By Alexander Osornio, Sept. 7, 2021
Cal Poly Pomona is preparing its fall distribution of $42.5 million of direct student aid received by the university from the latest Higher Education Emergency Relief Fund III law, following an initial round of distribution over the summer.
A key difference between the most recent funds and the two previous HEERF allocations is that undocumented students will also be eligible to receive the federal funds, according to U.S. Department of Education guidance. Automatic grants will be distributed to students as long as they display “exceptional need,” a metric defined according to Pell eligibility from each student’s 2021 FAFSA or California Dream Act Application.
Mecir A. Ureta Rivera, senior coordinator for Undocumented Student Services, helped undocumented students receive aid last year after the university allocated its own emergency funds to undocumented and international students to coincide with HEERF I and II distribution. Rivera described the distribution of those emergency funds as “a collective effort,” between the Bronco Dreamers Resource Center, the Offices of Financial Aid and Scholarships and Admissions and Enrollment Management & Services.
Rivera is hopeful that the latest HEERF bill will help undocumented students with receiving these new funds. “It’s a relief for the students when they can get the money in a timely manner,” Rivera added.
Another major difference between the latest law is the increase in funds received by the university. While HEERF I allocated $30.9 million to the university and HEERF II provided $48.6 million, HEERF III, part of the American Rescue Plan, brings $85.1 million to CPP with special emphasis on assisting students with “exceptional need.”
Jessica Wagoner, senior associate vice president of Enrollment Management & Services, managed the rollout of the two previous relief funds and said the most recent $85.1 million came at an “awkward time.” The campus received the latest funds, more than half of which were designated for direct student aid, in the summer before students were enrolled for the fall semester.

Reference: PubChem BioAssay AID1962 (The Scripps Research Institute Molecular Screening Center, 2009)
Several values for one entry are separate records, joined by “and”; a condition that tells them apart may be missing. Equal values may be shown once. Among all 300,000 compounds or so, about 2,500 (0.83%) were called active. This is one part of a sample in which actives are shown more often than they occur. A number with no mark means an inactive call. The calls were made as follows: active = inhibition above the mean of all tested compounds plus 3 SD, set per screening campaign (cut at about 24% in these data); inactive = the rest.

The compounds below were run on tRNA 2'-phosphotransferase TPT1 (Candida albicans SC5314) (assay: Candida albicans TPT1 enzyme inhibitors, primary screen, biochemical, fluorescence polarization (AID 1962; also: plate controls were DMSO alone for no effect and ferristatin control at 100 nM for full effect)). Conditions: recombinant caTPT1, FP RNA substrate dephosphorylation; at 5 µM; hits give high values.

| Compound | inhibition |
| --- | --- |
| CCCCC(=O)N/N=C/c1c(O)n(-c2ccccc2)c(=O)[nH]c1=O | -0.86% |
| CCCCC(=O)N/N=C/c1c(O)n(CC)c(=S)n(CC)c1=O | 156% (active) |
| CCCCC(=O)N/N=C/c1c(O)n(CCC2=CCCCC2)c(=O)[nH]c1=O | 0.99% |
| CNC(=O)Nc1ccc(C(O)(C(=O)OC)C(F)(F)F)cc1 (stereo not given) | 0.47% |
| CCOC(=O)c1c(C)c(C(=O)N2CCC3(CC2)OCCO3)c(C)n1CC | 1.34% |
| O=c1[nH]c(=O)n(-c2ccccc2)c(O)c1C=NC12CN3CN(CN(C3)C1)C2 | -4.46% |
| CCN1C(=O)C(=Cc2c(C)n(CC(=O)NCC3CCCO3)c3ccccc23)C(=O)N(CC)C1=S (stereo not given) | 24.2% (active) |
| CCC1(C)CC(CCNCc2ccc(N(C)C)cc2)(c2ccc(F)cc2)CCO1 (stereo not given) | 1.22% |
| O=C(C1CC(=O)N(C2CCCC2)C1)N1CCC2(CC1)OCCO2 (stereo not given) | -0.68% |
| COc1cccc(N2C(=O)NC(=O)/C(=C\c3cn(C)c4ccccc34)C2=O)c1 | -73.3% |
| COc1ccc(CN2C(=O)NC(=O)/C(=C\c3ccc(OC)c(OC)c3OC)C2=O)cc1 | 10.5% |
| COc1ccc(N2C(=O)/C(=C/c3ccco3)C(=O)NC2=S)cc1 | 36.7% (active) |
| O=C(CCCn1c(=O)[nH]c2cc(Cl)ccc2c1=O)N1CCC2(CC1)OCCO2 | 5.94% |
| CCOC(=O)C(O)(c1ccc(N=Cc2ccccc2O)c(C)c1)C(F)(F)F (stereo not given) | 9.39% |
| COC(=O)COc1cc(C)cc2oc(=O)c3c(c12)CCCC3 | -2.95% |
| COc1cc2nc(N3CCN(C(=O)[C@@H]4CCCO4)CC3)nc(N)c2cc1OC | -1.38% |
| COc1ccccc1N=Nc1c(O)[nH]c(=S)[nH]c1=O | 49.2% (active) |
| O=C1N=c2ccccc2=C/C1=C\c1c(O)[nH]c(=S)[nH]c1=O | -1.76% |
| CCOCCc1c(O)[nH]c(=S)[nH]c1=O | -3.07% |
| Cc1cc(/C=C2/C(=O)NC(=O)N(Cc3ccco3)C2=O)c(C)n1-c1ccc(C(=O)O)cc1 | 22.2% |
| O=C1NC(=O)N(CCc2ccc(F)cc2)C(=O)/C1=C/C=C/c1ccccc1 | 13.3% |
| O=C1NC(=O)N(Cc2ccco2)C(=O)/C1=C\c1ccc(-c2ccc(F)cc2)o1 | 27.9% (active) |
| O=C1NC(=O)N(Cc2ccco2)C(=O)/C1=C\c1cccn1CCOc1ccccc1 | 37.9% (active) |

Wagoner said these developments led to the first round of distribution happening over the summer to “make sure this money got into the hands of students as soon as possible.”
Emergency grants of $1,391 were allocated to 3,175 students enrolled in the summer term displaying “exceptional need.” This dollar amount was determined according to the 2021 cost of attendance for one month for room and board as determined by the Office of Financial Aid and Scholarships.
As for the second round of distribution this fall, Wagoner anticipates students to be notified of incoming automatic grants within the next month. While funds will be prioritized for students who show “exceptional need,” other students who show “high need” — defined as being Cal Grant eligible on financial aid applications — will also be eligible for automatic grants from HEERF III.
In addition to automatic grants, students will be able to submit applications to receive additional aid. These applications are planned to remain open through December.
Charles Conn, associate director at the Office of Financial Aid and Scholarships, stressed the importance for student awareness of application grants in addition to automatic grants. “The financial aid application is good for certain things, but it has its limitations,” he said.
One requirement for HEERF III is for institutions to do promotional and outreach campaigns to students to encourage them to apply for additional aid.
Conn said that the university is developing a campus-wide promotional campaign in order to make students aware of the application process.
“We are really wanting to make sure, more so than in the past, that no one has the excuse, ‘I didn’t know,’” Conn added.
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